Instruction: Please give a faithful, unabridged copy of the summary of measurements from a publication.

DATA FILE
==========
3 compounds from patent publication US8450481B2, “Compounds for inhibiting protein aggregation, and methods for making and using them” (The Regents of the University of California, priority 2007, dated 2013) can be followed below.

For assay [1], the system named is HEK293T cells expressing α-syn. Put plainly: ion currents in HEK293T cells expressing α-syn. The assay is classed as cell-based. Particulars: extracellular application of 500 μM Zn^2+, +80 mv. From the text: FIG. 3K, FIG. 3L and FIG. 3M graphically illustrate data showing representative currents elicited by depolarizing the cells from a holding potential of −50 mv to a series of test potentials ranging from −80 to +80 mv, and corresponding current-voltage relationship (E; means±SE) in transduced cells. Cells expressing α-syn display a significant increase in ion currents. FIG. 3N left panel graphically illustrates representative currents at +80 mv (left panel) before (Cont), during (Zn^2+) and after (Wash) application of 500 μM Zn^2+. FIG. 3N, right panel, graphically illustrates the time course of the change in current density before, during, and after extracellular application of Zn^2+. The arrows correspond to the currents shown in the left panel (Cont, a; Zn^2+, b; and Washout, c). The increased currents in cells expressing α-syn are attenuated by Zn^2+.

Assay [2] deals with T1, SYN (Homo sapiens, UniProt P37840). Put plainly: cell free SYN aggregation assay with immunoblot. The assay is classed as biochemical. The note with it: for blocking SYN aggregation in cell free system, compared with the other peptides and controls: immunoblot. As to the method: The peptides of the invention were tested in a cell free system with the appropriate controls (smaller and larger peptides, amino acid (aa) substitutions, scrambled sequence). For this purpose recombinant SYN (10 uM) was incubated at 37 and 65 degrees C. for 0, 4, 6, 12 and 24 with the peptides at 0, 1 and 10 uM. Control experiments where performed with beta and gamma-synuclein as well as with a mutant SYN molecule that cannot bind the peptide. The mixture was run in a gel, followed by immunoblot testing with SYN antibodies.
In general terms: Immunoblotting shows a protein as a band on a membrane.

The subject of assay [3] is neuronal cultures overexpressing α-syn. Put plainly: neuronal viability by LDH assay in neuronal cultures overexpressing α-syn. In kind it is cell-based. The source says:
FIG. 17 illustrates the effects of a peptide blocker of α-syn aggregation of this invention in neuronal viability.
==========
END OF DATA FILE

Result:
3 compounds from patent publication US8450481B2, “Compounds for inhibiting protein aggregation, and methods for making and using them” (The Regents of the University of California, priority 2007, dated 2013) can be followed below.

For assay [1], the system named is HEK293T cells expressing α-syn. Put plainly: ion currents in HEK293T cells expressing α-syn. The assay is classed as cell-based. Particulars: extracellular application of 500 μM Zn^2+, +80 mv. From the text: FIG. 3K, FIG. 3L and FIG. 3M graphically illustrate data showing representative currents elicited by depolarizing the cells from a holding potential of −50 mv to a series of test potentials ranging from −80 to +80 mv, and corresponding current-voltage relationship (E; means±SE) in transduced cells. Cells expressing α-syn display a significant increase in ion currents. FIG. 3N left panel graphically illustrates representative currents at +80 mv (left panel) before (Cont), during (Zn^2+) and after (Wash) application of 500 μM Zn^2+. FIG. 3N, right panel, graphically illustrates the time course of the change in current density before, during, and after extracellular application of Zn^2+. The arrows correspond to the currents shown in the left panel (Cont, a; Zn^2+, b; and Washout, c). The increased currents in cells expressing α-syn are attenuated by Zn^2+.

Assay [2] deals with T1, SYN (Homo sapiens, UniProt P37840). Put plainly: cell free SYN aggregation assay with immunoblot. The assay is classed as biochemical. The note with it: for blocking SYN aggregation in cell free system, compared with the other peptides and controls: immunoblot. As to the method: The peptides of the invention were tested in a cell free system with the appropriate controls (smaller and larger peptides, amino acid (aa) substitutions, scrambled sequence). For this purpose recombinant SYN (10 uM) was incubated at 37 and 65 degrees C. for 0, 4, 6, 12 and 24 with the peptides at 0, 1 and 10 uM. Control experiments where performed with beta and gamma-synuclein as well as with a mutant SYN molecule that cannot bind the peptide. The mixture was run in a gel, followed by immunoblot testing with SYN antibodies.
In general terms: Immunoblotting shows a protein as a band on a membrane.

The subject of assay [3] is neuronal cultures overexpressing α-syn. Put plainly: neuronal viability by LDH assay in neuronal cultures overexpressing α-syn. In kind it is cell-based. The source says:
FIG. 17 illustrates the effects of a peptide blocker of α-syn aggregation of this invention in neuronal viability.